So I designed the spices portion of this recipe to have a lot so that you can just pull out the pre-made mixture whenever you need it. You can scale it up or down depending on how big your storage jar is.


Spices
Tarragon | 1 Tbsp
Basil | 1 Tbsp
Parsley | 1 Tbsp
Onion powder | ¾ tsp
White pepper | ¼ tsp (or to taste)

Boneless/Skinless chicken breast | 3
Bay leaves | 1/per chicken breast
Butter | ½ Tbsp/chicken breast
Garlic Clove | 3 crushed cloves
Directions

1.      Pre-heat oven to 350 degrees

2.      Take the Tarragon, Basil, Parsley, Onion Powder, and White Pepper and pour them into your mortar and pestle (you can also use a blender or food processer). Grind them together and then either set aside or pour into a spice jar.

3.      Thaw chicken if frozen, then rinse off chicken and pat it dry with a paper towel. Put chicken on plate and season meat to taste on both sides with the Tarragon mixture.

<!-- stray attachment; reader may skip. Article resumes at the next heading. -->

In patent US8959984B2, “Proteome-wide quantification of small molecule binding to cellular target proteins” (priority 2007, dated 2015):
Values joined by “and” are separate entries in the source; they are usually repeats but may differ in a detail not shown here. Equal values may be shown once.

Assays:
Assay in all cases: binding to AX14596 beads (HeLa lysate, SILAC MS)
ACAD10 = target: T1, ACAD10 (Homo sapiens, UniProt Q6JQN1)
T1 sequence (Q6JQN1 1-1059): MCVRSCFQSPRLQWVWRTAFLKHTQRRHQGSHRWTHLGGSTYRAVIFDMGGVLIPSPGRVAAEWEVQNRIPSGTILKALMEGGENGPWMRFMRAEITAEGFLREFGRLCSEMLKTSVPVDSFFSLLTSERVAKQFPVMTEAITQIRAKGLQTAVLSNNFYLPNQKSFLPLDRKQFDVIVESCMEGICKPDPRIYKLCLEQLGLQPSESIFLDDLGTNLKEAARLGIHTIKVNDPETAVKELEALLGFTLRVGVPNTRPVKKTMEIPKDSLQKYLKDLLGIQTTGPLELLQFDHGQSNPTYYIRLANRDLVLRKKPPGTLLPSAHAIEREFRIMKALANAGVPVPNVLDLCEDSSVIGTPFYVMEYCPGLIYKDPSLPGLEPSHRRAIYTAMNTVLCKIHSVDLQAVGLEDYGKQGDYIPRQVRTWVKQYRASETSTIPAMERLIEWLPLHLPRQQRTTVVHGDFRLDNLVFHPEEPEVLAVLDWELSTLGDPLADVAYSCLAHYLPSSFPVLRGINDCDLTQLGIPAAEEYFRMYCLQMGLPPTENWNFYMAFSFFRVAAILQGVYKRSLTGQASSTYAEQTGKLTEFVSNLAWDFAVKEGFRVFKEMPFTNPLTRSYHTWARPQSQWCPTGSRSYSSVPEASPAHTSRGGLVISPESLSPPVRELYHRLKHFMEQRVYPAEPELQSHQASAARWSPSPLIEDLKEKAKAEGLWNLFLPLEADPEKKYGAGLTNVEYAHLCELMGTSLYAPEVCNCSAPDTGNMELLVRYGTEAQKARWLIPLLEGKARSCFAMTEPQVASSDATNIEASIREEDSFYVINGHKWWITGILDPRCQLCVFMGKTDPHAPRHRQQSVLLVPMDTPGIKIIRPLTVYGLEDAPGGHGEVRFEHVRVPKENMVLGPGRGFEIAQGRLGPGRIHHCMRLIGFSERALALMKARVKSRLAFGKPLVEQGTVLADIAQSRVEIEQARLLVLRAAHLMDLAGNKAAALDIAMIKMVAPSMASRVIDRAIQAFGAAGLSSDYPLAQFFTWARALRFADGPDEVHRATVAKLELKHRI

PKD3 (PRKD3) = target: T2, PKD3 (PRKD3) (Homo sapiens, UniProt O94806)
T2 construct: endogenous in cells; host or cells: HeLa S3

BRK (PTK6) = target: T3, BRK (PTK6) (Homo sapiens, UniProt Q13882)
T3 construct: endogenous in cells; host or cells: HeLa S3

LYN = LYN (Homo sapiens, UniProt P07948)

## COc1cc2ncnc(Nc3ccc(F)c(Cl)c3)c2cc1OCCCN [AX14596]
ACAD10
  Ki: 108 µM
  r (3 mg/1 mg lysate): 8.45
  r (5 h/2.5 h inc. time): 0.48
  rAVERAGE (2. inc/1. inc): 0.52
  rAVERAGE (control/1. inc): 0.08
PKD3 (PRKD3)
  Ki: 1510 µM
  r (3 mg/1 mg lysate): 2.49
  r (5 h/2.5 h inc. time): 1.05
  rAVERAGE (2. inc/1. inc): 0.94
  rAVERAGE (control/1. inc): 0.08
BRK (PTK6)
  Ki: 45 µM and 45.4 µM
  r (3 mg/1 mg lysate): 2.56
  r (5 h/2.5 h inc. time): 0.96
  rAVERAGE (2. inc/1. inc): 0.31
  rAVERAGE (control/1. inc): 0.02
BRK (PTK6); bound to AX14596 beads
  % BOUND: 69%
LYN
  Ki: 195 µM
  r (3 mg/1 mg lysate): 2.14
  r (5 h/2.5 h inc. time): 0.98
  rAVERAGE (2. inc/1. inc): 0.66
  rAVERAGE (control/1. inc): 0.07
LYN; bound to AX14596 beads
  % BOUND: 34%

4.      Take sheet of tin foil, enough to fully enclose chicken in, break up and place half of your butter on bottom for chicken to rest on, also place your bay leaves where you will put the chicken. Put the chicken on top of the bay leaves and butter, then top off with the remainder of the butter.


5.      Now to close up the tin foil, you take the long sides and fold them up above the chicken like a tent, then fold or crimp them closed. Next, roll up the open ends so that your chicken is completely sealed.

6.      Place your tin foil chicken tent in the oven where it’ll camp out at a toasty 350 degrees for 35-40min.

7.      Very important – DON’T PEAK IN THE TENT! Think of it as if you are changing in your tent. You wouldn’t want anyone to see you before you are finished, the same goes for the chicken. The sealed environment allows for natural juices in the chicken to steam cook the meat.

8.      When the timer goes off, take the tent out of the oven and very carefully open up a small hole in the top of the tent so that you can check the temperature of the meat with a meat thermometer. The temperature should read 165 degrees Fahrenheit. If it’s not there yet, seal it back up and place in oven for another 5-10min.